Can You File an Insurance Claim Without a Police Report in Bloomington, IL?

Dodds Law Office, PC
Insurance Claim Form with pen and calculator.

You can file an insurance claim without a police report in Bloomington, IL. Although a police report can support and speed up your case, it isn’t a requirement. Many times, police reports are not required for minor accidents. However, that doesn’t mean you won’t be able to file an insurance claim.

Insurance Claim Form with pen and calculator.

Insurance Claims in Illinois

After an accident, you can submit an insurance claim with your own insurance company or with the other driver’s insurance provider. Read on to learn more about the insurance claims process and what to expect.

How Does the Insurance Claims Process Work?

Illinois is an at-fault state. This means if the other driver is responsible for the accident, his or her insurance provider is responsible for paying damages, and you can file a third-party claim with that provider.

However, regardless of who is at fault for the accident, you have the option of filing a claim with your own insurance provider as well, according to the Illinois Department of Insurance. This is known as a first-party claim.

There may be a benefit to doing so. Your own insurance company may offer a more comprehensive plan. There may also be disadvantages to filing a claim with your own company. In some cases, for example, it could lead to a raise in your monthly premiums.

The claims process and the insurance provider’s obligations are different depending on whether you file a first- or third-party claim. Therefore, consult with a car accident attorney before deciding which type of claim to file.

What Happens After You File an Insurance Claim?

The insurance company will investigate the incident and determine the amount of property damages it owes you. If bodily injury occurred, and you required treatment or rehabilitation, it will also determine how much compensation it will pay for your bodily injury claim.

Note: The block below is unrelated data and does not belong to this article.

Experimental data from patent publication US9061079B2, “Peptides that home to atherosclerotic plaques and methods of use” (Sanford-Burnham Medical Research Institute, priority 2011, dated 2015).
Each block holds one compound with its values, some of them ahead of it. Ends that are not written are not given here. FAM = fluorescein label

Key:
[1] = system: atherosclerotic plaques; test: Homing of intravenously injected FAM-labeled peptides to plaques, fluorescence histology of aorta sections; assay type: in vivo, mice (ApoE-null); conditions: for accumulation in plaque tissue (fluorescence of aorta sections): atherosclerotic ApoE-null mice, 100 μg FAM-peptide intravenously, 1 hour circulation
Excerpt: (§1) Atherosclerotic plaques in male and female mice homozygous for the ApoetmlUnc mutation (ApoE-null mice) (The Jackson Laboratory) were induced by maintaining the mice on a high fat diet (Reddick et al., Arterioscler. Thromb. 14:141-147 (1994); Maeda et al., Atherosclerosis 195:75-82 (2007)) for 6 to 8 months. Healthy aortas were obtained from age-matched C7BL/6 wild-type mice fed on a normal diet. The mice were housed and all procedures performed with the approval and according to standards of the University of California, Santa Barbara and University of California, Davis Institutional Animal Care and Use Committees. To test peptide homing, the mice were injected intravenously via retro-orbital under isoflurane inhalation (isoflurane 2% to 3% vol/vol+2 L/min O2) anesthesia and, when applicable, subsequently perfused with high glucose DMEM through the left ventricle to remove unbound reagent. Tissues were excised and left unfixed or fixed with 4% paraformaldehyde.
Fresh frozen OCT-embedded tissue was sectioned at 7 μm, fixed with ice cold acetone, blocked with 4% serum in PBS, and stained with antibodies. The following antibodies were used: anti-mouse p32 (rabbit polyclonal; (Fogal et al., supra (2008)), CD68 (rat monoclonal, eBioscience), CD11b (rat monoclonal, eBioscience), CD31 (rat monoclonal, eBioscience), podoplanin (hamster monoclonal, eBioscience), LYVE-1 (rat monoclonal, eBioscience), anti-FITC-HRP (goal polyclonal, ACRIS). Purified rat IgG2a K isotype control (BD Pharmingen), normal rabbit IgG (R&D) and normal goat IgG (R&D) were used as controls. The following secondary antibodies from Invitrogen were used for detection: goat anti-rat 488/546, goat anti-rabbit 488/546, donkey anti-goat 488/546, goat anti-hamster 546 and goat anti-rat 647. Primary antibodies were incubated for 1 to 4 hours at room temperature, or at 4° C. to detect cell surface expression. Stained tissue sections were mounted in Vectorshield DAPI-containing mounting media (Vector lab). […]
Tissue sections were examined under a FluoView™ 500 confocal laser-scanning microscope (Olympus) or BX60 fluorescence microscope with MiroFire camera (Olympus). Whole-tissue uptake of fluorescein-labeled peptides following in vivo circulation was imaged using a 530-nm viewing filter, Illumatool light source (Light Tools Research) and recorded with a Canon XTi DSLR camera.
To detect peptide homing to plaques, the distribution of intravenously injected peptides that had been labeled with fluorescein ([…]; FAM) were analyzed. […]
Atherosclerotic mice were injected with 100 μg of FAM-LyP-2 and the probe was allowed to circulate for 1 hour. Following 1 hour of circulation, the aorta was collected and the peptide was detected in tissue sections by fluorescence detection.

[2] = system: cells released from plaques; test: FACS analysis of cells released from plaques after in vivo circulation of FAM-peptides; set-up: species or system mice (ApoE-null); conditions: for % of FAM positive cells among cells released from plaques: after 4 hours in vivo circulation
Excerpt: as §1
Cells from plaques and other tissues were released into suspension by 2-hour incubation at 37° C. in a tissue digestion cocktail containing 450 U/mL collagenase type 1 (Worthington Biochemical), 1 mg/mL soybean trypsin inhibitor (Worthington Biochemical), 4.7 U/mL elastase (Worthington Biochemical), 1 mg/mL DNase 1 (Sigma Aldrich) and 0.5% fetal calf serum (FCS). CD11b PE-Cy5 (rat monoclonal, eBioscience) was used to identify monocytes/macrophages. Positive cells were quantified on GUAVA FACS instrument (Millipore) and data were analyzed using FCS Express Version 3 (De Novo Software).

The insurance company will likely ask you to sign a release for damages. Once you sign that, you release the company from any future obligations. However, you might not be satisfied with the initial amount offered.

Don’t sign that release document before consulting with an attorney. Insurance companies often try to pressure you to accept a lower amount than what you can get. Signing the release means the amount offered is the amount you will receive for your claim. Don’t rush to sign it just because you want the money more quickly.

If both property damage and bodily injuries occurred, you may agree to sign a release for damages for property damage, but not for bodily injuries. That’s because you may still be undergoing treatment, and medical bills keep piling up.

In such a case, the insurance company is required to pay the amount you agreed on for property damages, even if you haven’t yet reached an agreement regarding your medical bills. If the insurance company is delaying payment for property damages and making it contingent on you accepting its bodily injury offer, get in touch with a lawyer.

What Is the Role of a Police Report in Insurance Claims?

Insurance companies often use police reports to learn more about the accident. The insurance provider may use the report to determine who is at fault and learn the extent of the damages.

However, police reports do not hold the final say. There are other ways to document evidence of the accident. After a car crash, document the following types of evidence to the best of your ability:

  • The names and contact details of eyewitnesses
  • Photos of the accident scene
  • Locations of security cameras that may have captured the incident
  • Evidence of your injuries and medical bills

The last point is critical. Police reports may indicate that bodily injury occurred, but they can’t assess your medical bills. Victims typically go to the hospital after the police report was already written up, and the bill may only be issued after several weeks. Besides, medical bills can increase over time if treatment is ongoing.

In addition, minor accidents do not require a police report. However, even if the property damage was minimal, you can still file a claim to recuperate your losses.

What if Your Case Ends up Going to Court?

If the insurance provider refuses to settle for a fair amount, your claim may end up in court.